At 30 grams these are the lightest waterproof shell mitts I know. They're made from Pertex Shield and have taped seams.

PHD Wafer Ultima K Down Pullover

This is the warmest garment for the weight I have ever used. It is astonishing, weighing less than 200 grams yet being much warmer than the thickest fleece jacket. I took it on the Colorado Rockies walk and it kept me very warm in frosty camps. It has a half-length zip and a big handwarmer pocket. Fill is 1,000 fill power down, unique to PHD.

Billingham 72 

Billingham camera bags are arguably the best available. The 72 is the smallest model and just right for my Sony a6000 camera with 18-135 lens. I took it on the TGO Challenge and Colorado Rockies walks. It's a simple well-padded bag with a flap and front pocket. It's waterproof and very tough. The best camera bag I've used.

Alpkit Gravitas

For the Colorado Rockies I took this ultralight 165 gram waterproof, hoping it wouldn't be needed much, if at all. In fact in the second half of the walk I had many big thunderstorms and several days of almost constant heavy rain so it was worn a great deal. Happily it performed really well.

PHD M.Degree° 100 K Down Sleeping Bag

Like the Wafer K Pullover this bag is filled with 1000 fill power down and is astonishingly light, just 245 grams. It has a rating of +10°. The design is simple. It's a mummy bag with a hood. Being from PHD there are many options of course - side zips, different fabrics - and sixteen possible sizes. I took the basic bag on the Colorado Rockies walk and it was excellent, keeping me warm on its own on the warmest nights and with clothes on frosty ones.

Friday 27 December 2019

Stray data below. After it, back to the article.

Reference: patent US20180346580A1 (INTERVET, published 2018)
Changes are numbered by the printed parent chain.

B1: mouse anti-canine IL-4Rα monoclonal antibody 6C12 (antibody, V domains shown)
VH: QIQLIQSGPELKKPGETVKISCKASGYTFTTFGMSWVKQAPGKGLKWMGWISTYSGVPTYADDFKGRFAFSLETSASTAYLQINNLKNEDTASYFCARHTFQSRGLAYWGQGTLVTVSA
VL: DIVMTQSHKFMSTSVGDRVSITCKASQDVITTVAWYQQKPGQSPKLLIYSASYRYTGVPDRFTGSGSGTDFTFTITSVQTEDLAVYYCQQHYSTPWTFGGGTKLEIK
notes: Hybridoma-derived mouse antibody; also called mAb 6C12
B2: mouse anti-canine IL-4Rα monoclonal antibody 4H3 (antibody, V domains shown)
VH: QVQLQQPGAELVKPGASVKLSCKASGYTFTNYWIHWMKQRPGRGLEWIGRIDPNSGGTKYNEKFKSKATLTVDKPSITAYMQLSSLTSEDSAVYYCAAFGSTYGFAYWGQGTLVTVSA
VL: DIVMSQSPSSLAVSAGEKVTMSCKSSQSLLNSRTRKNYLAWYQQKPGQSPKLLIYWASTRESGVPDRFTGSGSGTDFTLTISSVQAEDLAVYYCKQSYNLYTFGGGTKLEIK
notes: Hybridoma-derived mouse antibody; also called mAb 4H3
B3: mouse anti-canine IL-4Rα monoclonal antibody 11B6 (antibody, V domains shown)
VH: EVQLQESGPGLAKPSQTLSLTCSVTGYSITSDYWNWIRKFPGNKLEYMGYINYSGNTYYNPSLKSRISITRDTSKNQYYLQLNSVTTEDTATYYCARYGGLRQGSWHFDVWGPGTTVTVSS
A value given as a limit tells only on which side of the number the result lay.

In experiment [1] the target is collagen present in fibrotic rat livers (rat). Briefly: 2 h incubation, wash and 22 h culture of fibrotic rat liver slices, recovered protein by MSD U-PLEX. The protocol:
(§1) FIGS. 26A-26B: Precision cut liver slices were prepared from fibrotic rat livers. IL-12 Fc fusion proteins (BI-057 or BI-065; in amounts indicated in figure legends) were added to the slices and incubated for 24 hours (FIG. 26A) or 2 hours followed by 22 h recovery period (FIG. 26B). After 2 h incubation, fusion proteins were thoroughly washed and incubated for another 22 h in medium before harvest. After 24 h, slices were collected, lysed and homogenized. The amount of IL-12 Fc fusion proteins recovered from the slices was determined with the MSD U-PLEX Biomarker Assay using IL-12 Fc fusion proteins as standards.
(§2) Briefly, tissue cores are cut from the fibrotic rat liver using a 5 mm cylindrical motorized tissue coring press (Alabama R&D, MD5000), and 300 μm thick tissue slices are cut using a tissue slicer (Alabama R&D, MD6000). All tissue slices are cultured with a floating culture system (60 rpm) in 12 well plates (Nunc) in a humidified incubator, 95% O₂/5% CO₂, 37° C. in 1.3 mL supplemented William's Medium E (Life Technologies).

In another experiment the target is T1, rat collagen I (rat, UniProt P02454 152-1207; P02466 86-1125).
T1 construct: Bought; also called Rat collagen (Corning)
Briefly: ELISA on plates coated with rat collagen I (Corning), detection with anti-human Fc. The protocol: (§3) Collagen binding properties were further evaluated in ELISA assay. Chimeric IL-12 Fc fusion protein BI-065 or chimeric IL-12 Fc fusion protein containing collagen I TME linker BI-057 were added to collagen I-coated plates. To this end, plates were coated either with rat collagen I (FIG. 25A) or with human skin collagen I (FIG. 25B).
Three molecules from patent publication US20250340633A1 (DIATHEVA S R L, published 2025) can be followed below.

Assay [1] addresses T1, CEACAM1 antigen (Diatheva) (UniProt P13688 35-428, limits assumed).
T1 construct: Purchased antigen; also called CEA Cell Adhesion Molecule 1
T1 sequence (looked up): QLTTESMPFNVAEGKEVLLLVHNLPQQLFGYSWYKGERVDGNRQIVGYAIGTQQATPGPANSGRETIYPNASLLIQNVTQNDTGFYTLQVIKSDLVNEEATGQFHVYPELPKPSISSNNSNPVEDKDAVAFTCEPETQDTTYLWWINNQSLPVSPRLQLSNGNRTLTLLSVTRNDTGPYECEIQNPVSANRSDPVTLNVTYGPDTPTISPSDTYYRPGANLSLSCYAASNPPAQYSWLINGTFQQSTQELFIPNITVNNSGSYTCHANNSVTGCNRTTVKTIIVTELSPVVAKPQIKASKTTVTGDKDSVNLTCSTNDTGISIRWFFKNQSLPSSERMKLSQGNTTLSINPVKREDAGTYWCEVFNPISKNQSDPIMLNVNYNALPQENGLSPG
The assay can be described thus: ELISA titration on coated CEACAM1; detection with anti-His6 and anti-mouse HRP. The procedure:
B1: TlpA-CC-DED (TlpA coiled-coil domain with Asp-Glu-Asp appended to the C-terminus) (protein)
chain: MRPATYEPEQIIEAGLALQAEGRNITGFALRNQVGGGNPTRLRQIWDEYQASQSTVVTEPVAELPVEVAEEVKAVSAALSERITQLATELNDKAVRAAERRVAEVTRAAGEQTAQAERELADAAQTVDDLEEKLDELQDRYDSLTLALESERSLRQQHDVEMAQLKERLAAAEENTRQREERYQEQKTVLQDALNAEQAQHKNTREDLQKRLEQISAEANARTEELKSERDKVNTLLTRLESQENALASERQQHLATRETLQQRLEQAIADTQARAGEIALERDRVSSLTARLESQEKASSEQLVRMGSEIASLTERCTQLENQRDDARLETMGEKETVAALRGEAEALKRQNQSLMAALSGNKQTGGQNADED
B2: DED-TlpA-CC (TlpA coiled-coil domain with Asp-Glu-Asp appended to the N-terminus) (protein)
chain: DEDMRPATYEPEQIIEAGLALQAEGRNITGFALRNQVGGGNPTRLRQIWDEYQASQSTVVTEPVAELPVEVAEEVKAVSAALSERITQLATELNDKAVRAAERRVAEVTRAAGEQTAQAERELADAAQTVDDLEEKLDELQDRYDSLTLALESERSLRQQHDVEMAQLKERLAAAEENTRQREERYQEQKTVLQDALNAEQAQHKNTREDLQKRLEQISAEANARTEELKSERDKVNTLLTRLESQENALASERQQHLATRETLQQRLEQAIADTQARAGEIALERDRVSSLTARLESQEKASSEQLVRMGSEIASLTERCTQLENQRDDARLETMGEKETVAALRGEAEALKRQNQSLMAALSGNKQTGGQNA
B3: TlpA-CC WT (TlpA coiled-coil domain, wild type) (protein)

Christmas mists

Christmas has been cloudy and quiet with drifting mists, the landscape soft and subtle, a subdued beauty. Walking in the woods and fields has been calming and relaxing. At home, family, food and fire.

Tuesday 24 December 2019

The Solstice on Cairn Gorm

Top of the Fiacaill a'Choire Chais

A walk on the solstice to celebrate the turning of the light. Now the days grow longer. I went up onto the Cairngorm Plateau. My plan was to go over Stob Coire an t-Sneachda and Cairn Lochain and gaze down the cliffs to frozen lochans far below and across the white snowy sweep of the plateau to Ben Macdui.

Cairn Lochan

But clouds swirled over Cairn Lochan, shrouding the plateau. Ben Macdui was hidden. Cairn Gorm, though, was in sunshine. I changed direction and cramponed up the hard icy snow to the weather station. The ragged edge of the clouds was just breaking on Cairn Gorm, strands drifting over the summit.

The Cairn Gorm Weather Station

A party of walkers was just leaving as I arrived. Then I was alone, with the Cairngorms spread out before me and the sun sinking in the west. 2.30 pm. The shortest day.

A hot drink, a snack, another jacket, warmer gloves, camera on tripod, waiting for the sunset. The summit was hazy as thin tendrils of mist drifted over, then bright with sunshine, then hazy again. The clouds were thickening and rising though. The sun was disappearing.

For a few brief moments I was above the clouds, watching their tops turn gold and the sky darkening. Then the mist enveloped me, cold and damp. Time to descend.

Sunday 22 December 2019

The Great Outdoors February issue - feature on my Colorado Rockies walk

The February issue of The Great Outdoors has just come out (yes, in magazine land it's already the second month of next year).

I've written a feature on my Colorado Rockies walk of last summer plus reviewed a dozen midlayers. There's also a feature on The Great Outdoors Gear of the Year, for which I was one of the judges.

Gear turns up again in Hanna Lindon's piece Tread Softly, which looks at the ethics of flying, greener gear, how to make gear last, and using public transport.